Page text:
Letting kids follow their heart to camp 0
Fuelled by warm memories of winters spent at the skating rink and summers at camp, well-intentioned parents want their children to reap the joys and benefits of their own favourite childhood sport or activity. (Thinkstock)
Hockey camp rules! Or so you think.
Fuelled by warm memories of winters spent at the skating rink and summers at camp, well-intentioned parents want their children to reap the joys and benefits of their own favourite childhood sport or activity.
But forcing kids into activities that don't fit isn't fun for anyone, so parents need to park their passions and let their children's interests lead the way, experts say.
Your child is not you, says Houston psychotherapist Mary Jo Rapini. Pushing your interests onto them leads to resentment and failure to achieve -- so too does pressuring, punishing, shaming and insulting your kids to get them to pursue your passion.
"We treat children like projects," says Carl Honore, U.K. author of Under Pressure: Putting the Child Back in Childhood and In Praise of Slow. "We start off with a fixed idea of what we want our child to be when he or she grows up and then strain every sinew to make it happen."
Analyze your motives. If you're pushing your kid into an activity mainly to satisfy some need of our own, then back off, says Honore.
While you may want your child to learn to become a piano virtuoso, he or she may be more inclined towards playing tennis or golf, says Thornhill therapist Sara Dimerman. "It's important to not insist on your child pursuing an activity just because you wish you had."
Allow them to follow their own paths, adds Dimerman, author and creator of Helpmesara.com.
"Help your child find out who he or she is, rather than force them to become what you want them to be or to do what you want them to do," says Honore, of Carlhonore.com.
Respect your child's dreams, wishes and interests, stresses B.C. parenting expert Kathy Lynn. "When I see a birth announcement with a mention like, 'Here's the new member of the soccer team,' I cringe. What if this child hates soccer?"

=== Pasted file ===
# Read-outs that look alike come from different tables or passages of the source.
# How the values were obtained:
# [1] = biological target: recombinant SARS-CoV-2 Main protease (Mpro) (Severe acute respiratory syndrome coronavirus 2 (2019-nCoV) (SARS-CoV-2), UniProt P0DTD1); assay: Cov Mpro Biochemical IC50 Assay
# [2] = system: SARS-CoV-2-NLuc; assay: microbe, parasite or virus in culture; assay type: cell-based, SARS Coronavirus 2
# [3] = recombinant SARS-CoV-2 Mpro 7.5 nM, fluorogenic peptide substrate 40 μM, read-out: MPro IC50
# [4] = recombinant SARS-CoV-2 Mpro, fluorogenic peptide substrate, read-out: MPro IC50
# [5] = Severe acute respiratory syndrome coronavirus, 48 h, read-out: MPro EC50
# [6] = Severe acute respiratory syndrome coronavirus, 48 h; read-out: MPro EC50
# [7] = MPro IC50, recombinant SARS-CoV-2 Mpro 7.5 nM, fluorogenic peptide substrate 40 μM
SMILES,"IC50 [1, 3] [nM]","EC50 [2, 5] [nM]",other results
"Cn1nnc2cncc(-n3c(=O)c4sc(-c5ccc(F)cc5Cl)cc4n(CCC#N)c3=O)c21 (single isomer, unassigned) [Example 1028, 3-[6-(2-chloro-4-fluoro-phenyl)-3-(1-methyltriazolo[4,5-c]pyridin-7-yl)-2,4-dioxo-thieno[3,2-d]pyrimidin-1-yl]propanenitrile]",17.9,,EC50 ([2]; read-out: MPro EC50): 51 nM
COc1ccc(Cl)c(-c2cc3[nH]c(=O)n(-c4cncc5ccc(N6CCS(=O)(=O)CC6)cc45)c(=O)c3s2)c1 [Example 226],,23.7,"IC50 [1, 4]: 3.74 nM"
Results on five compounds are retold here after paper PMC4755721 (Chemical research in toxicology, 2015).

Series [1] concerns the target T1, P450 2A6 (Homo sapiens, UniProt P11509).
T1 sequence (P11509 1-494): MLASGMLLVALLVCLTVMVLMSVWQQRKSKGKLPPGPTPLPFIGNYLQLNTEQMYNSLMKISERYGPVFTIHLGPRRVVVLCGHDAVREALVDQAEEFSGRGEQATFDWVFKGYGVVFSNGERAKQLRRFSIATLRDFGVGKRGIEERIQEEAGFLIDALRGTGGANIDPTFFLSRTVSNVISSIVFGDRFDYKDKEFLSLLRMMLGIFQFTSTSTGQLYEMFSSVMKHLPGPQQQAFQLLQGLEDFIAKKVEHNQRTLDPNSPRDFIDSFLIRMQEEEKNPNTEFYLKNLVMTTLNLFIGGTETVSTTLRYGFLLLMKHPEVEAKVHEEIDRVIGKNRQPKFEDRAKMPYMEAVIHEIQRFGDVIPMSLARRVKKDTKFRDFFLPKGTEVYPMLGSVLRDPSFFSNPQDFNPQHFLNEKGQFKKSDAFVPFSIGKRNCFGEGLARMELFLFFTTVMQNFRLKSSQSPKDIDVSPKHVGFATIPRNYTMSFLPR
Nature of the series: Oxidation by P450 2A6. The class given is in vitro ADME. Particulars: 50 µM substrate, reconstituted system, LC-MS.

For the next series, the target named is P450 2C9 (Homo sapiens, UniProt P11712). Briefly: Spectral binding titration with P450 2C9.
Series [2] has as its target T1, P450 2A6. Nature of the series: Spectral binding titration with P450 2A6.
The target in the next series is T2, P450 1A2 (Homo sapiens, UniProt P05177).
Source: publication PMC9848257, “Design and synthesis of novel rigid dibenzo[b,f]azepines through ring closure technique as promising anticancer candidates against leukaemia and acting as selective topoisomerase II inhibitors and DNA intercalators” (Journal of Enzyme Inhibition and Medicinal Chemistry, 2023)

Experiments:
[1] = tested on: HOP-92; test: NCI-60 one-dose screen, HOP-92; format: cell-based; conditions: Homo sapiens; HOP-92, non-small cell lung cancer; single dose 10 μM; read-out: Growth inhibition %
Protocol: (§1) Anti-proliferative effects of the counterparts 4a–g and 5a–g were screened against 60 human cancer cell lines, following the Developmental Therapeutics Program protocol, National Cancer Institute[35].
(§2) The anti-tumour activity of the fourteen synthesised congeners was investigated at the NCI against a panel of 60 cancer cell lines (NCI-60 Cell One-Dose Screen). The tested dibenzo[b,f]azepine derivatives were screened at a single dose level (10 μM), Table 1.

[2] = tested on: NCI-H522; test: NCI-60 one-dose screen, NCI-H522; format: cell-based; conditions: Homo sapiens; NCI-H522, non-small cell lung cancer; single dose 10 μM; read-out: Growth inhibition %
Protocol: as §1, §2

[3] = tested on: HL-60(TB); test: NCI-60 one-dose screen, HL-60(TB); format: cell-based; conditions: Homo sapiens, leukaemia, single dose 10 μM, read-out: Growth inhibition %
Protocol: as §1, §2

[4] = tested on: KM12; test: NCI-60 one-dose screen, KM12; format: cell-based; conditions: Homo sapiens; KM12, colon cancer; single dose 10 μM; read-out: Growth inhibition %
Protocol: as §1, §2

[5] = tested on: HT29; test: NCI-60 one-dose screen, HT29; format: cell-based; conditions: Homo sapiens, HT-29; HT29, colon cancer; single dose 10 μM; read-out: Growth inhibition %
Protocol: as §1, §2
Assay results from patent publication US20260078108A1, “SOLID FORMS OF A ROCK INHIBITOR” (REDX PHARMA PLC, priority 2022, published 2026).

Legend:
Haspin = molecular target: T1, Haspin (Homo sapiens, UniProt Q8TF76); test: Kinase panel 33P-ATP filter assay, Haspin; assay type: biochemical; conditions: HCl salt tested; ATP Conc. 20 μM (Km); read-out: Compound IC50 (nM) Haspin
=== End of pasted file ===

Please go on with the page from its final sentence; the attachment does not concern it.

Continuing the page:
Making everyone's life miserable by trying to turn an artist into a jock just isn't worth it, says Lynn, adding bribing is never a good idea. "When you bribe kids they are only working for the prize and the prize has to be something they really want, needs to be offered right away and usually need to get bigger."
Take your cue from your kids: Watch what they do during their own unstructured free time and build on that, says Lynn, of Parentingtoday.ca.
"When we ask them to do things that don't fit with their particular interests and temperament they are likely to do badly," Lynn says. "They will not only be unhappy about the activity, they will feel like a loser because we tend to do well at what we like and badly at what we don't like."
According to Rapini, today's parents are living through their children instead of living their own dreams. "It is no longer good enough to have a child that is great at a sport. They have to be the best."
Your job is not ever to push your child, Rapini says. "It is your job to teach them the skills they need to push and motivate themselves. A wise parent finds what the child is interested in, helps them set small goals toward that interest, and then congratulates them when they achieve those small goals."